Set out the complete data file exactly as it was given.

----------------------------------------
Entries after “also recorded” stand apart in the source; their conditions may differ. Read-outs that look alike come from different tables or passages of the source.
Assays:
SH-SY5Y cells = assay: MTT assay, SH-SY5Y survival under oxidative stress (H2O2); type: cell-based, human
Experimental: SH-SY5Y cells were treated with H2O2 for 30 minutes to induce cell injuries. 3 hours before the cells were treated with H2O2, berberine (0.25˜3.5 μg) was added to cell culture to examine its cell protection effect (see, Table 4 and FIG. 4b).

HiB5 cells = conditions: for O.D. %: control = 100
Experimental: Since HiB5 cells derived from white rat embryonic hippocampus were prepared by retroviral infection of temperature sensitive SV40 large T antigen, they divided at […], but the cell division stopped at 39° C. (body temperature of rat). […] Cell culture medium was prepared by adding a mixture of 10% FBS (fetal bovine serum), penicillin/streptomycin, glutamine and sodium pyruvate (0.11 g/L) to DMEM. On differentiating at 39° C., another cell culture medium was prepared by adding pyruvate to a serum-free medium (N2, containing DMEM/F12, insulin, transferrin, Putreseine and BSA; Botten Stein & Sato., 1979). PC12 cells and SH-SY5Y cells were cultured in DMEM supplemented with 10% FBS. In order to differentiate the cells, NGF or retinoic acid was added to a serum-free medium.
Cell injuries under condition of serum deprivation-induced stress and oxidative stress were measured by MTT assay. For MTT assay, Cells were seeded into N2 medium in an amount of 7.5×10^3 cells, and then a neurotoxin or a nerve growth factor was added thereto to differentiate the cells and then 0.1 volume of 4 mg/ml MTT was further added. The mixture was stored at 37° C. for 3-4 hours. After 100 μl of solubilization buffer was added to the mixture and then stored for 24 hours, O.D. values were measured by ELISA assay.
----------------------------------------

Entries after “also recorded” stand apart in the source; their conditions may differ. Read-outs that look alike come from different tables or passages of the source.
Assays:
SH-SY5Y cells = assay: MTT assay, SH-SY5Y survival under oxidative stress (H2O2); type: cell-based, human
Experimental: SH-SY5Y cells were treated with H2O2 for 30 minutes to induce cell injuries. 3 hours before the cells were treated with H2O2, berberine (0.25˜3.5 μg) was added to cell culture to examine its cell protection effect (see, Table 4 and FIG. 4b).

HiB5 cells = conditions: for O.D. %: control = 100
Experimental: Since HiB5 cells derived from white rat embryonic hippocampus were prepared by retroviral infection of temperature sensitive SV40 large T antigen, they divided at […], but the cell division stopped at 39° C. (body temperature of rat). […] Cell culture medium was prepared by adding a mixture of 10% FBS (fetal bovine serum), penicillin/streptomycin, glutamine and sodium pyruvate (0.11 g/L) to DMEM. On differentiating at 39° C., another cell culture medium was prepared by adding pyruvate to a serum-free medium (N2, containing DMEM/F12, insulin, transferrin, Putreseine and BSA; Botten Stein & Sato., 1979). PC12 cells and SH-SY5Y cells were cultured in DMEM supplemented with 10% FBS. In order to differentiate the cells, NGF or retinoic acid was added to a serum-free medium.
Cell injuries under condition of serum deprivation-induced stress and oxidative stress were measured by MTT assay. For MTT assay, Cells were seeded into N2 medium in an amount of 7.5×10^3 cells, and then a neurotoxin or a nerve growth factor was added thereto to differentiate the cells and then 0.1 volume of 4 mg/ml MTT was further added. The mixture was stored at 37° C. for 3-4 hours. After 100 μl of solubilization buffer was added to the mixture and then stored for 24 hours, O.D. values were measured by ELISA assay.